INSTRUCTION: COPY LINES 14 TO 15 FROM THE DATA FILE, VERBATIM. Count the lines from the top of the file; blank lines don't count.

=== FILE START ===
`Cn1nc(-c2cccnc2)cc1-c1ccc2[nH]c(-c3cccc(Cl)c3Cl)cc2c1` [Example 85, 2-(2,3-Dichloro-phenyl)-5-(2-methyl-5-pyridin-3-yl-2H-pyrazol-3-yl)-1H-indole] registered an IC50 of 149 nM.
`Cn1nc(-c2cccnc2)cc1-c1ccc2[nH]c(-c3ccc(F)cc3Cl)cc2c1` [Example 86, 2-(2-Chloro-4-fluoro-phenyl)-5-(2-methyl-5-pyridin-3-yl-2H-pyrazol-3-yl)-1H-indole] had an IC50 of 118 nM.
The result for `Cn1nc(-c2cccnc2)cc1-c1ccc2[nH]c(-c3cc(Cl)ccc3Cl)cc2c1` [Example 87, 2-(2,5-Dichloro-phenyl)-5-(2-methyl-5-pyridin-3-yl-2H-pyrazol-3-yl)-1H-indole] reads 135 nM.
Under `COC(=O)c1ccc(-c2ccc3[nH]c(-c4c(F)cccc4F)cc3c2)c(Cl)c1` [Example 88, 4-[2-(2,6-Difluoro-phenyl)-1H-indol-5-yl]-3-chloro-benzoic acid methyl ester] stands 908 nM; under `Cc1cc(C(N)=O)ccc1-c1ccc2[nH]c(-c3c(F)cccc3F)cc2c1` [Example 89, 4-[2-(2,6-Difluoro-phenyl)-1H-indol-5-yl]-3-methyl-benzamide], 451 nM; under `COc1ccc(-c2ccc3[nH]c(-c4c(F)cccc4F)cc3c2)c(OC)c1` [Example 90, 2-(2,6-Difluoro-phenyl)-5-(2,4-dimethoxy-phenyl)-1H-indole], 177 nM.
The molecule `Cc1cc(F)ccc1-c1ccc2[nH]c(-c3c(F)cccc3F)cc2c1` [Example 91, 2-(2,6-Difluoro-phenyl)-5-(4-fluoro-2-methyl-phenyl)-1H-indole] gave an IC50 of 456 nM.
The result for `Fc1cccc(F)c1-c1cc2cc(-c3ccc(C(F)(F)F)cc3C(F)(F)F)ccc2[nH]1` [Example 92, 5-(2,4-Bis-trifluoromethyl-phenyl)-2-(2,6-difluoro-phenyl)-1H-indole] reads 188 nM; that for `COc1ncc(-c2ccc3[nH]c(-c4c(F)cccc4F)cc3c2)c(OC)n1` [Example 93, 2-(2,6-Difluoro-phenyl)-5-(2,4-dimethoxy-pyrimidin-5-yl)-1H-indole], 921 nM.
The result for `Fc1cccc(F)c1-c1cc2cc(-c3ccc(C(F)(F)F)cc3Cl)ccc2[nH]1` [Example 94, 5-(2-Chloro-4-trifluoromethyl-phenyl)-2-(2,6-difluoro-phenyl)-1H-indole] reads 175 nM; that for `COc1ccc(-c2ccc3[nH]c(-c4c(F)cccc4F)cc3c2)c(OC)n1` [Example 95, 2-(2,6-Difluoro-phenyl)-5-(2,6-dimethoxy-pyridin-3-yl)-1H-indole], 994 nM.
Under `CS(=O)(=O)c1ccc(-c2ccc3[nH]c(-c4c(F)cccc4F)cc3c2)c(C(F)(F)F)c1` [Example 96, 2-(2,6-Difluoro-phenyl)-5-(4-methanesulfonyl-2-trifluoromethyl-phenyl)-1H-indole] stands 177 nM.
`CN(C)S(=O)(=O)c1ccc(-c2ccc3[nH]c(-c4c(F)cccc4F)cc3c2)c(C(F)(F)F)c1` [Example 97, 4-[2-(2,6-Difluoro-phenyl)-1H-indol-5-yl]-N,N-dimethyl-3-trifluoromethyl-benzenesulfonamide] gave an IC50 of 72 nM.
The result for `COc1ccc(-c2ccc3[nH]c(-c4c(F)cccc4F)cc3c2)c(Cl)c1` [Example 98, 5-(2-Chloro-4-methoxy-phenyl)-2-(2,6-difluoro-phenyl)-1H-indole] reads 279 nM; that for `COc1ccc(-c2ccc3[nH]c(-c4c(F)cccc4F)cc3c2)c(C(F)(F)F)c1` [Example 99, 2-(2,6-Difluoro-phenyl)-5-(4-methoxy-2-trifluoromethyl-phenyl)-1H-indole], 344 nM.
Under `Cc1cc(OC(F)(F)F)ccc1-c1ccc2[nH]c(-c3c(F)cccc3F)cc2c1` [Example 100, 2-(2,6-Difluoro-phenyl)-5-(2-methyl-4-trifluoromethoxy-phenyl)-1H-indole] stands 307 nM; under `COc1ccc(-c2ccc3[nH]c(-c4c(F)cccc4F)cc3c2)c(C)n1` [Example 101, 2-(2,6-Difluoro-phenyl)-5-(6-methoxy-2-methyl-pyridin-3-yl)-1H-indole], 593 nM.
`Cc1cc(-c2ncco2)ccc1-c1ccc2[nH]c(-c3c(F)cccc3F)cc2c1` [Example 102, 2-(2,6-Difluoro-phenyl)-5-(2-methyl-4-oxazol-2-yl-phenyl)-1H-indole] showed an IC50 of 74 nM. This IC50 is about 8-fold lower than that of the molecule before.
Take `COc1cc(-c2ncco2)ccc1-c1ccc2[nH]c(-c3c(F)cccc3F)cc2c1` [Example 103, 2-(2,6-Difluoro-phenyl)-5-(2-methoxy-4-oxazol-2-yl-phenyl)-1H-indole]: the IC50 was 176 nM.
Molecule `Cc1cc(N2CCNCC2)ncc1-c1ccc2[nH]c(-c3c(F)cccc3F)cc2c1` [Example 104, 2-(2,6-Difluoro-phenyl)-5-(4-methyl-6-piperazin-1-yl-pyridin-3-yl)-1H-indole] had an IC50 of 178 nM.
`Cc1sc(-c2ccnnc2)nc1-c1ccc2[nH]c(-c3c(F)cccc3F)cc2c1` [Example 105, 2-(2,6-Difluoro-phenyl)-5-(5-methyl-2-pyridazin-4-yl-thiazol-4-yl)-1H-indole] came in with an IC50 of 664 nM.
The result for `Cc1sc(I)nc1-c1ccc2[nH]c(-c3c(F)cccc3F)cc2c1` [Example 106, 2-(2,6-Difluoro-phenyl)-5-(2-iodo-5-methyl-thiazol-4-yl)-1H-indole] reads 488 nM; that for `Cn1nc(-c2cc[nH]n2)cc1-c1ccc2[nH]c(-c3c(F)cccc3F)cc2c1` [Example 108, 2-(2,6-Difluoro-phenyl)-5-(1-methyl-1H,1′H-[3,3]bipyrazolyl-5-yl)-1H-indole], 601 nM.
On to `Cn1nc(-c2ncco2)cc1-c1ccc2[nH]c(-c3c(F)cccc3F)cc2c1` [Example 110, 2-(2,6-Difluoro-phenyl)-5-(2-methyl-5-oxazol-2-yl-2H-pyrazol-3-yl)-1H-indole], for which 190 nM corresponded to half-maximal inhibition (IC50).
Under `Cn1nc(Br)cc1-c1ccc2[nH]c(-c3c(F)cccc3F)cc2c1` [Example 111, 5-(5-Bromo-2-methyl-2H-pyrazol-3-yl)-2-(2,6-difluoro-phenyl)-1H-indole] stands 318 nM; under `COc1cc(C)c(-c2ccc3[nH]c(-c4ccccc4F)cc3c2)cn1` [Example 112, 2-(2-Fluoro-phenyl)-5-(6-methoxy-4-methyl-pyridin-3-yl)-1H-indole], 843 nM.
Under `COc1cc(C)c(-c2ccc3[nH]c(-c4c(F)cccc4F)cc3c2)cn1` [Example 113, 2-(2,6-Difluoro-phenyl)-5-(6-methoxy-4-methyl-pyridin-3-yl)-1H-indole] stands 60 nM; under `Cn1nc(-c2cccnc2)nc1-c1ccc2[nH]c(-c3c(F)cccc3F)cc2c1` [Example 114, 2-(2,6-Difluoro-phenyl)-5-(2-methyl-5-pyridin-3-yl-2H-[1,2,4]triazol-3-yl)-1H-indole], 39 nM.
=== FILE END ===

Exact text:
Molecule `Cc1cc(N2CCNCC2)ncc1-c1ccc2[nH]c(-c3c(F)cccc3F)cc2c1` [Example 104, 2-(2,6-Difluoro-phenyl)-5-(4-methyl-6-piperazin-1-yl-pyridin-3-yl)-1H-indole] had an IC50 of 178 nM.
`Cc1sc(-c2ccnnc2)nc1-c1ccc2[nH]c(-c3c(F)cccc3F)cc2c1` [Example 105, 2-(2,6-Difluoro-phenyl)-5-(5-methyl-2-pyridazin-4-yl-thiazol-4-yl)-1H-indole] came in with an IC50 of 664 nM.